Cholesterol-24 hydroxylase contributes to brain cholesterol homeostasis by hydroxylating cholesterol at carbon-24 to 24S-hydroxycholesterol to allow for elimination of cholesterol from the brain to the liver. Only around 6–7 mg of cholesterol, however, are hydroxylated by this enzyme on a daily basis, suggesting the existence of alternative functions – presently unknown. In vitro experiments have shown that it is also capable of further metabolizing 24S-hydroxycholesterol into 24,25- and 24,27-dihydroxycholesterols.
Cholesterol-24 hydroxylase has a variety of possible substrates, including: elongated steroid chains, cholesterol derivatives, and a variety of drug candidates. As such, it is also likely that it plays a role in lipid metabolism in the brain beyond cholesterol breakdown. Because 24S-hydroxycholesterol (main product of this enzyme) is a major activator of oxysterol liver X receptors (LXR), it is possible that cholesterol-24 hydroxylase may play an indirect regulatory role in the metabolism of lipids in the liver. 24S-hydroxycholesterol also regulates the rate of cholesterol synthesis in the brain, with high levels of 24S-hydroxycholesterol shown to reduce mRNA levels of the following cholesterol synthesis enzymes: HMG CoA reductase, squalene synthase, and FPP synthase.
Variable expression of cholesterol-24 hydroxylase has been linked to the onset of Alzheimer's Disease (AD) in humans. Studies have shown that in AD patients, there is significant decreased expression of cholesterol-24 hydroxylase in neurons. As a result, there is a marked increase of cholesterol in the brain tissue, consistent with the trend observed in AD patients.
Neuron degradation in AD has often been attributed to the imbalance in cholesterol homeostasis, and many scientist hypothesize that the lowered expression of cholesterol-24 hydroxylase may be the main cause of this imbalance.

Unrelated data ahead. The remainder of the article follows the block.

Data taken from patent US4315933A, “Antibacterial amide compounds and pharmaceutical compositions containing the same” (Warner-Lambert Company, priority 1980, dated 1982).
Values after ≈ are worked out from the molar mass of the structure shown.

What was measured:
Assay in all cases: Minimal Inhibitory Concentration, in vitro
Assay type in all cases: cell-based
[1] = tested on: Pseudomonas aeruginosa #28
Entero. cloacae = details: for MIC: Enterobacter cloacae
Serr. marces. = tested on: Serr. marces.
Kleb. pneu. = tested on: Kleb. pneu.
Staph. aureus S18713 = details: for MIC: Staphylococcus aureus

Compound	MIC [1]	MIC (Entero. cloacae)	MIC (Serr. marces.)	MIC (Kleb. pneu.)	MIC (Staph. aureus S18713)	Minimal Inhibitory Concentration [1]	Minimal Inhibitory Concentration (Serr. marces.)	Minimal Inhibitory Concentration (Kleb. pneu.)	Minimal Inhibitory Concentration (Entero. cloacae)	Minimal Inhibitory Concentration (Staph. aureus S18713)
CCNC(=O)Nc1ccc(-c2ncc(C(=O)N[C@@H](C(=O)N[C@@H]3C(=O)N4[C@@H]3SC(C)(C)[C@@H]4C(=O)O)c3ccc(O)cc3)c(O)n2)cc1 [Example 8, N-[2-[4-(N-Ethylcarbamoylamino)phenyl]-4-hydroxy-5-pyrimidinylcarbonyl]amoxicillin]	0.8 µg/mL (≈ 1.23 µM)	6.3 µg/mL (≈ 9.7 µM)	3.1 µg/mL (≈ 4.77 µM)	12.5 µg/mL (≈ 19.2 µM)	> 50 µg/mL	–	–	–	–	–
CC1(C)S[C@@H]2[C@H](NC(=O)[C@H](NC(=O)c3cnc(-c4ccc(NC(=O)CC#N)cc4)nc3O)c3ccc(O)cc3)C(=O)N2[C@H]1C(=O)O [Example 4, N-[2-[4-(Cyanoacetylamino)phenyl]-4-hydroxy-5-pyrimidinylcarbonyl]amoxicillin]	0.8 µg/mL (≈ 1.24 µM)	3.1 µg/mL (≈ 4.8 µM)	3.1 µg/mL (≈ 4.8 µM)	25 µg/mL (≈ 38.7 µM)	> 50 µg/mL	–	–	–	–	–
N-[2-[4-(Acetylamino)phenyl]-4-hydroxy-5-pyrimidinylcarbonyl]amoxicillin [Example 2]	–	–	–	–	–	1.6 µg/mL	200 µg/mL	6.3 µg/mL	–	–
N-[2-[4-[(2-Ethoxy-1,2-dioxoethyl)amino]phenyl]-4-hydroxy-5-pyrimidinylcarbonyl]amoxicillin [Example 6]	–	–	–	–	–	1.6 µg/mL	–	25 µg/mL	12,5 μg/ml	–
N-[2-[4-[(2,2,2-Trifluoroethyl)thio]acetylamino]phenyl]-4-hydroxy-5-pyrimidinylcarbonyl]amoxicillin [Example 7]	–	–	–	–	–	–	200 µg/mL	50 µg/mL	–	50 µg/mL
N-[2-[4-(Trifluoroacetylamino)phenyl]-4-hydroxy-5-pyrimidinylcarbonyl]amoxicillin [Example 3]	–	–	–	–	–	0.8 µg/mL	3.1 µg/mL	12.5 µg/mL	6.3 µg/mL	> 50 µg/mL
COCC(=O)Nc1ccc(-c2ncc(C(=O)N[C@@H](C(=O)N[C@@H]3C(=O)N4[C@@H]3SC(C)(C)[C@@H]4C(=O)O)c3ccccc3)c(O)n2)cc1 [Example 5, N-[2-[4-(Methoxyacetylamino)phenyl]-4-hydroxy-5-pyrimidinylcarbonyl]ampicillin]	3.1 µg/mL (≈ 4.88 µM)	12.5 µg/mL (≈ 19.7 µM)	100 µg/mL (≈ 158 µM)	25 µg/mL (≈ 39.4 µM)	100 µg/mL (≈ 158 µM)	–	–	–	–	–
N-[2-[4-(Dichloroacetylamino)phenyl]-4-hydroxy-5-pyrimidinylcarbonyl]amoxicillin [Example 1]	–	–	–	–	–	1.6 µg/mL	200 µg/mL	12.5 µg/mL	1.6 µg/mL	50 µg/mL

On the other hand, while there is decreased expression in the neurons, there is a contrasting increase of expression in the AD patients' astrocytes, where there is a consequent build-up of the product, 24S-hydroxycholesterol. Recent studies have shown that the increased levels of 24S-hydroxycholesterol in astrocytes may lead to a loss of glial glutamate transporters (EAAT2) and the consequent loss of the glutamate uptake function in the brain, another common symptom observed in AD patients.
Still, the link between expression levels of cholesterol-24 hydroxylase and Alzheimer's Disease remain disputable. While some studies have shown that polymorphisms in the encoding gene for cholesterol-24 hydroxylase have an established positive correlation with AD onset, other publications did not find such an association. Increased expression of cholesterol-24 hydroxylase has also been observed in patients of traumatic brain injury, leading to decreased levels of cholesterol in the plasma membrane. This is hypothesized to be the brain’s typical response to injury.
Cholesterol-24 hydroxylase is easily inhibited by many drugs due to its broad substrate specificity. It has been shown to metabolize Bufuralol, progesterone, Dextromethorphan, methoxyresorufin, cortisol, Diclofenac, Phenacetin, and testosterone. The ability for inhibition by various xenobiotics makes this enzyme a prime candidate for drug therapy for AD or other brain injuries.